- adjective not doing anything
- verb to run at a low speed
- noun the state of an engine when it is running but not delivering power to move the vehicle or aircraft
- verb to turn over slowly without providing enough power to move the vehicle or aircraft
- adjective not working
Cars & Driving
- verb to run slowly with closed throttle and usually with transmission disengaged
- adjective used to describe a machine, telephone line or device which is not being used, but is ready and waiting to be used
- Not in use and/or not busy. Said, for instance, of a communications circuit.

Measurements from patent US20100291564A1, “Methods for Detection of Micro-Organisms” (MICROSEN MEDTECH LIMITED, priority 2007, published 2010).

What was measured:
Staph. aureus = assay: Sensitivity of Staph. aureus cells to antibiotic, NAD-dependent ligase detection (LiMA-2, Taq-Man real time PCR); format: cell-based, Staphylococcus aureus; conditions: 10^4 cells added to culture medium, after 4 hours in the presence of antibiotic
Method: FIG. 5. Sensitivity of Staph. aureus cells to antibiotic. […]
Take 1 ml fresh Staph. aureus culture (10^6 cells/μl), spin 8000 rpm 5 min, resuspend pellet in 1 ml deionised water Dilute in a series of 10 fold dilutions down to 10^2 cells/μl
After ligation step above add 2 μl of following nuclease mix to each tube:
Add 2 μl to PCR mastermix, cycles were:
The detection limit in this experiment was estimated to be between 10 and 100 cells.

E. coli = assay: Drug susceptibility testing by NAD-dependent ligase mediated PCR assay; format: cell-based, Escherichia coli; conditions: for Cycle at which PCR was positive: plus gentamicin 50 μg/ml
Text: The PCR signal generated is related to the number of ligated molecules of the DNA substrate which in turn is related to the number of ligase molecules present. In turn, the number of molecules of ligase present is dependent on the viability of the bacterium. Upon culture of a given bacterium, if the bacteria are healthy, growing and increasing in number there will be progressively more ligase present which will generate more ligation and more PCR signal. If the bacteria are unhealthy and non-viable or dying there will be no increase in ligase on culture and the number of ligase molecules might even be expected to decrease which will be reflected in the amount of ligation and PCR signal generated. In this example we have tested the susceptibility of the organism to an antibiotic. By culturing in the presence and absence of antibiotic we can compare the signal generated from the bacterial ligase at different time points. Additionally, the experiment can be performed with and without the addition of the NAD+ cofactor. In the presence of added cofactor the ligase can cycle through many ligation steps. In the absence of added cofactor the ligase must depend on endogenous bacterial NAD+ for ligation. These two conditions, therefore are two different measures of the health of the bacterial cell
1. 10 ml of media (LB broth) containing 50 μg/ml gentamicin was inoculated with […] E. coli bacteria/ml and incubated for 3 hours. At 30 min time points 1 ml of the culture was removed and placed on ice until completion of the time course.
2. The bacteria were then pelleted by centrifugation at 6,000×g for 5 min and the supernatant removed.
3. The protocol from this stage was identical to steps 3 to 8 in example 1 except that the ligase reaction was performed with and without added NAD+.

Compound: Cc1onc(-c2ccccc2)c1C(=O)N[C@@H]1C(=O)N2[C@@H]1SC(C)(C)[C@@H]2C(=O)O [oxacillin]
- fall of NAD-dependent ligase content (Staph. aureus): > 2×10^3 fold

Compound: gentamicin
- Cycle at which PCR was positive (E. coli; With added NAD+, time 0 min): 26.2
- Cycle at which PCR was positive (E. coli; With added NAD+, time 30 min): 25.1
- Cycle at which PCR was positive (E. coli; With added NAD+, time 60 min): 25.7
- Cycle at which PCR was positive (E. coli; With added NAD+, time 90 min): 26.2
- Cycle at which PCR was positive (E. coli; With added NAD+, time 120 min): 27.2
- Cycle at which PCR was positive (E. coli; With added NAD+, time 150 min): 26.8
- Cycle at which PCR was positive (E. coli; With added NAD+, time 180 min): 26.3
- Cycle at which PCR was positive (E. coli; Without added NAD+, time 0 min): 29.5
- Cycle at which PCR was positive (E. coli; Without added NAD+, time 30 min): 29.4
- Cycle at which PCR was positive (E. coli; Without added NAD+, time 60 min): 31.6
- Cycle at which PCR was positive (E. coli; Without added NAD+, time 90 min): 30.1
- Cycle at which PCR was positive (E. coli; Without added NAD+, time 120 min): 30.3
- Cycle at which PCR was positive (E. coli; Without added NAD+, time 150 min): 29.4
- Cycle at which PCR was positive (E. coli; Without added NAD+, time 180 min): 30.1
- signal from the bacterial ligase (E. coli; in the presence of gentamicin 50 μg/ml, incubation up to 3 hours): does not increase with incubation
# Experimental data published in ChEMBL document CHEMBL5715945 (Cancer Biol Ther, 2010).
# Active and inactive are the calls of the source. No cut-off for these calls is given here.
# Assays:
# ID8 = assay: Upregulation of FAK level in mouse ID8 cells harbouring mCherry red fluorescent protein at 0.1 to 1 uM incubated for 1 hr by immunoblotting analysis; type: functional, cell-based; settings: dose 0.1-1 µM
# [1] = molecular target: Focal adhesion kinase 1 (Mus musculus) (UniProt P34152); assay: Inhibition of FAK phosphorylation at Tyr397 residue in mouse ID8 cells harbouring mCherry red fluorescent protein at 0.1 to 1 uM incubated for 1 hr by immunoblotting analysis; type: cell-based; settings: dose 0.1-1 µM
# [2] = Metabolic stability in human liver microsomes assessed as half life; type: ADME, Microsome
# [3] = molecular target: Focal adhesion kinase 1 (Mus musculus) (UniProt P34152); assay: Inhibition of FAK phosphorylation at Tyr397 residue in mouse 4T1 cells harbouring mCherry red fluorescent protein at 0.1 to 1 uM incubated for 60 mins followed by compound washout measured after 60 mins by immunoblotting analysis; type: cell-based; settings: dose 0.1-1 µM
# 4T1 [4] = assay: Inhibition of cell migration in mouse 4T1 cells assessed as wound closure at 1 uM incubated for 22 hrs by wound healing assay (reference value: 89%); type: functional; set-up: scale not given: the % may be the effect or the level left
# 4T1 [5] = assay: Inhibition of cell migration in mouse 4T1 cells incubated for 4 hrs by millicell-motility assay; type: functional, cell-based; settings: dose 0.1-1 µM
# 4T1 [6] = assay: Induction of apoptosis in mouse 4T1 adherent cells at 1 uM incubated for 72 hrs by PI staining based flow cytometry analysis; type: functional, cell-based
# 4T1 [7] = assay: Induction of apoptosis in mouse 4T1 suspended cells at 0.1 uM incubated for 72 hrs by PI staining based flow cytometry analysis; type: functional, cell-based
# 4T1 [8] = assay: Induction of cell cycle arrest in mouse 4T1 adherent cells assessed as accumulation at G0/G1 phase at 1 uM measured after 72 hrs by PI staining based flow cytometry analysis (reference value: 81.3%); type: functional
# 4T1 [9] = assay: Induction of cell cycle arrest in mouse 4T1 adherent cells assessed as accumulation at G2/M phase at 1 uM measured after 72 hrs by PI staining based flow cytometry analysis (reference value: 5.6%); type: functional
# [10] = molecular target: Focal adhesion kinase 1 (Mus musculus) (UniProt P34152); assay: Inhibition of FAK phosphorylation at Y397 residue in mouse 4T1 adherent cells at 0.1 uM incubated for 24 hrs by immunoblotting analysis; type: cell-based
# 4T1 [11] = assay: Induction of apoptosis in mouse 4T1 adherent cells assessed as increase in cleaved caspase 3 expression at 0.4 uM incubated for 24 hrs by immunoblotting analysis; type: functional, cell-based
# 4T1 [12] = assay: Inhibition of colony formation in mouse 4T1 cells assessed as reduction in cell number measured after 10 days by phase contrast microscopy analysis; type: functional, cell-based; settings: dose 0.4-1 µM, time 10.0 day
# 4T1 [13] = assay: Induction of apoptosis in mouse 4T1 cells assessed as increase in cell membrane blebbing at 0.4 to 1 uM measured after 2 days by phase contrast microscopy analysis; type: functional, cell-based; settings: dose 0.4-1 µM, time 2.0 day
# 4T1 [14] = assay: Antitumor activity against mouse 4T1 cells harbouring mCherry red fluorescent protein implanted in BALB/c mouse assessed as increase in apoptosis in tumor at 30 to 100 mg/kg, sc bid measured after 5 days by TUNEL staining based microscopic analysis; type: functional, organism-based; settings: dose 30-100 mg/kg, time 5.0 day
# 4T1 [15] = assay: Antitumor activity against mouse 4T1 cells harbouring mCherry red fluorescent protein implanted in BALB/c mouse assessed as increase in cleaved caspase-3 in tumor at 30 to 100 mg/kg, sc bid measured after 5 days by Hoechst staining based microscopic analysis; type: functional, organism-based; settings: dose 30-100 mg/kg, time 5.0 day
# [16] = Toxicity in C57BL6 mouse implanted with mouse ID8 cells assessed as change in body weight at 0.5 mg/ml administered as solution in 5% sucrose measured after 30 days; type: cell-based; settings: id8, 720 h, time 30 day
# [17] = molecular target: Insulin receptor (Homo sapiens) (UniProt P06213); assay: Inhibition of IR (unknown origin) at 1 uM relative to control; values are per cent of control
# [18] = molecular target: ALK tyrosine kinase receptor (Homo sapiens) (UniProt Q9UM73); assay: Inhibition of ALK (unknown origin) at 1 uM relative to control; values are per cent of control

- To function at a at given operational minimum, such as a motor running without a load.
- To be functioning under normal operating conditions, but not having an applied signal at the time. Said, for instance, of an amplifier stage during an interval in which there is no input signal. Also called quiescent (2).
Origin & History of “idle”
‘Lazy’ is only a secondary meaning of idle. It originally meant ‘useless, worthless’ (as in ‘idle threats’), and the sense ‘lazy’ did not develop until the 13th century (the Old English words for ‘lazy’ were slow and slack). Idle is shared by other west Germanic languages, and its relatives (German eitel ‘vain, futile’ and Dutch ijdel ‘vain, useless, conceited’) point up its original English meaning, but it is not known what its ultimate origins are.